We’re then testing those individual properties on the state slice to ensure that only loading has changed from false to true and the remaining props are untouched.

Before we move onto testing the success, let’s test the fail. It’s nice and simple and essentially just a reset:

switch (action.type) {
  case fromPizzas.LOAD_PIZZAS_FAIL: {
    return {
      ...state,
      loading: false,
      loaded: false,
    };
  }
}

We’re not loading anymore, and we’ve definitely not loaded - both are reverted to false regardless of their current state - which would likely be loading: true beforehand.

Let’s add the test:

describe('LOAD_PIZZAS action', () => {
  it('should return the previous state', () => {
    const { initialState } = fromPizzas;
    const previousState = { ...initialState, loading: true };
    const action = new fromActions.LoadPizzasFail({});
    const state = fromPizzas.reducer(previousState, action);

    expect(state).toEqual(initialState);
  });
});

Okay some new ideas here. First, I’m taking that initialState and changing it before running the rest of the test. This is simply setting loading to true, and I’m expecting my reducer to flip it back to false once the LoadPizzasFail action is called and passed through.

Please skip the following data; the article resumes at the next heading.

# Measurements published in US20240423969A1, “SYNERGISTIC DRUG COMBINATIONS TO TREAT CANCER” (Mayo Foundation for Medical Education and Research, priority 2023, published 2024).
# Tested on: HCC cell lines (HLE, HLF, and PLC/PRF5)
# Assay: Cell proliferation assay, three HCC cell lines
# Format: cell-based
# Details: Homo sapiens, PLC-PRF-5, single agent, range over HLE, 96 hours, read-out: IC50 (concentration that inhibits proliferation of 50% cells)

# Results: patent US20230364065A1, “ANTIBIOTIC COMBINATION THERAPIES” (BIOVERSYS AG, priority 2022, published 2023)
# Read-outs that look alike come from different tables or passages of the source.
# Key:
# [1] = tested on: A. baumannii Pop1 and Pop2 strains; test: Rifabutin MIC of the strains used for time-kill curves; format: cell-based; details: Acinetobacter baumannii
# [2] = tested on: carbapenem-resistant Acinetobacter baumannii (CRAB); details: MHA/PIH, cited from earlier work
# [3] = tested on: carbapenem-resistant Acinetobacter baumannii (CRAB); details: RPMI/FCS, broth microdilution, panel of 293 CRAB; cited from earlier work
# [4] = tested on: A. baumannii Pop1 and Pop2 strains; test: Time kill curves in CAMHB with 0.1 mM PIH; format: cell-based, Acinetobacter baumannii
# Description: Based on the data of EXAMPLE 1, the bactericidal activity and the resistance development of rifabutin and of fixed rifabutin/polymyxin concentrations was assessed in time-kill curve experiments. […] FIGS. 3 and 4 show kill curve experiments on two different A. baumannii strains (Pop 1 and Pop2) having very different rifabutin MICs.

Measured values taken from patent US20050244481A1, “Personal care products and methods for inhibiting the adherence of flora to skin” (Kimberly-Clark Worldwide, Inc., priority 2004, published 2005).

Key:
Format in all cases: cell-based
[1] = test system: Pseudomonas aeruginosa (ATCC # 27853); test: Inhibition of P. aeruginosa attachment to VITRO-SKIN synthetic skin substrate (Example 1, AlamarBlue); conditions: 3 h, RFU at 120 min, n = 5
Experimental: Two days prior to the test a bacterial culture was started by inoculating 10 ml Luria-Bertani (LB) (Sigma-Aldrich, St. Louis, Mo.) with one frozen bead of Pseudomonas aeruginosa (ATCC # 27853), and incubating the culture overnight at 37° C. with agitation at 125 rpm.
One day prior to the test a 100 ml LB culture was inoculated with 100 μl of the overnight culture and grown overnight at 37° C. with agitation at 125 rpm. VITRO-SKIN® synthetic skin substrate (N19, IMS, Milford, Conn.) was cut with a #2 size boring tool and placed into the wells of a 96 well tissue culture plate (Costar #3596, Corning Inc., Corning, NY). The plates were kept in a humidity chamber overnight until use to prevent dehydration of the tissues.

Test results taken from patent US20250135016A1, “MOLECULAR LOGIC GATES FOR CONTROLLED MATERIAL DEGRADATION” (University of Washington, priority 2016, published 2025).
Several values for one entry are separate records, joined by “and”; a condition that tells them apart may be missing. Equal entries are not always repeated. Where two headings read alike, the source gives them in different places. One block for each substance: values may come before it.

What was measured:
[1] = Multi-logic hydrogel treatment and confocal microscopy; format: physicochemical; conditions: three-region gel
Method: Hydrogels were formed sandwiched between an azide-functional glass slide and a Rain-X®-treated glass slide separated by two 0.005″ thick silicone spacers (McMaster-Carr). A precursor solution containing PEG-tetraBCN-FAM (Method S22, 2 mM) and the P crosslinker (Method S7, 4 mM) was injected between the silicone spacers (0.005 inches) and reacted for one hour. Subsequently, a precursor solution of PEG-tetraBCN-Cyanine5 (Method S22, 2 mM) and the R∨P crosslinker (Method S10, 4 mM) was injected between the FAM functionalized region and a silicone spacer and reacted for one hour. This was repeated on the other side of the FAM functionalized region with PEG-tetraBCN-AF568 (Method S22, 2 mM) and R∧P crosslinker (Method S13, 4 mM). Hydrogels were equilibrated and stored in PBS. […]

Once it is, I’m expecting it to equal my initialState value, because I’m resetting all loaded and loading props on a LOAD_PIZZAS_FAIL action (we merge in all existing state inside the reducer as well - to not affect the entities, but this doesn’t really matter for this test).

Let’s move onto the LOAD_PIZZAS_SUCCESS action inside the reducer. This one’s interesting and I hope you like what’s about to be shown, as I’m assuming an array response from the JSON API, however the reducer maps this array to a flattened data structure of entities using Array.prototype.reduce (you could move this out into a utility function for sure, or use @ngrx/entity):

switch (action.type) {
  case fromPizzas.LOAD_PIZZAS_SUCCESS: {
    const pizzas = action.payload;

    const entities = pizzas.reduce(
      (entities: { [id: number]: Pizza }, pizza: Pizza) => {
        return {